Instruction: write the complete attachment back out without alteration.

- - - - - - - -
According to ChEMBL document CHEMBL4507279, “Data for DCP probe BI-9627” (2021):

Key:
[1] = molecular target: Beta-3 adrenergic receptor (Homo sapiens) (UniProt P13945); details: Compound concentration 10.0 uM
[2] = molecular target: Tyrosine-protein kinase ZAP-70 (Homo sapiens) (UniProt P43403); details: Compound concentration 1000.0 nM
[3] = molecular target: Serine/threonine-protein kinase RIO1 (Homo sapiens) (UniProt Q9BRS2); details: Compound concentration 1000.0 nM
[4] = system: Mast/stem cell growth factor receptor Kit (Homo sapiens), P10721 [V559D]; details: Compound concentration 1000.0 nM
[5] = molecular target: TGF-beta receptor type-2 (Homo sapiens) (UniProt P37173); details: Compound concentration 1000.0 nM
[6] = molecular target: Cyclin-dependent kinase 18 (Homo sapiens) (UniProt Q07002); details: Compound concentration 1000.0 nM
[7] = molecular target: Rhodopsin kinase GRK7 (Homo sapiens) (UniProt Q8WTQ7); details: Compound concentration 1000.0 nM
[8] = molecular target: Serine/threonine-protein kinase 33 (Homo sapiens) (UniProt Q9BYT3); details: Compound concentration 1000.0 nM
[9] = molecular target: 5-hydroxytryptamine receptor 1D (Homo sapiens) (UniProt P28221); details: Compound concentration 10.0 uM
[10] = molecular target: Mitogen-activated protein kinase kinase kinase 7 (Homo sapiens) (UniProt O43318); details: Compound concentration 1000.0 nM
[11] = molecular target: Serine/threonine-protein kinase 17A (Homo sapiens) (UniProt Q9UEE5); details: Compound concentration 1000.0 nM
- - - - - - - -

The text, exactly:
According to ChEMBL document CHEMBL4507279, “Data for DCP probe BI-9627” (2021):

Key:
[1] = molecular target: Beta-3 adrenergic receptor (Homo sapiens) (UniProt P13945); details: Compound concentration 10.0 uM
[2] = molecular target: Tyrosine-protein kinase ZAP-70 (Homo sapiens) (UniProt P43403); details: Compound concentration 1000.0 nM
[3] = molecular target: Serine/threonine-protein kinase RIO1 (Homo sapiens) (UniProt Q9BRS2); details: Compound concentration 1000.0 nM
[4] = system: Mast/stem cell growth factor receptor Kit (Homo sapiens), P10721 [V559D]; details: Compound concentration 1000.0 nM
[5] = molecular target: TGF-beta receptor type-2 (Homo sapiens) (UniProt P37173); details: Compound concentration 1000.0 nM
[6] = molecular target: Cyclin-dependent kinase 18 (Homo sapiens) (UniProt Q07002); details: Compound concentration 1000.0 nM
[7] = molecular target: Rhodopsin kinase GRK7 (Homo sapiens) (UniProt Q8WTQ7); details: Compound concentration 1000.0 nM
[8] = molecular target: Serine/threonine-protein kinase 33 (Homo sapiens) (UniProt Q9BYT3); details: Compound concentration 1000.0 nM
[9] = molecular target: 5-hydroxytryptamine receptor 1D (Homo sapiens) (UniProt P28221); details: Compound concentration 10.0 uM
[10] = molecular target: Mitogen-activated protein kinase kinase kinase 7 (Homo sapiens) (UniProt O43318); details: Compound concentration 1000.0 nM
[11] = molecular target: Serine/threonine-protein kinase 17A (Homo sapiens) (UniProt Q9UEE5); details: Compound concentration 1000.0 nM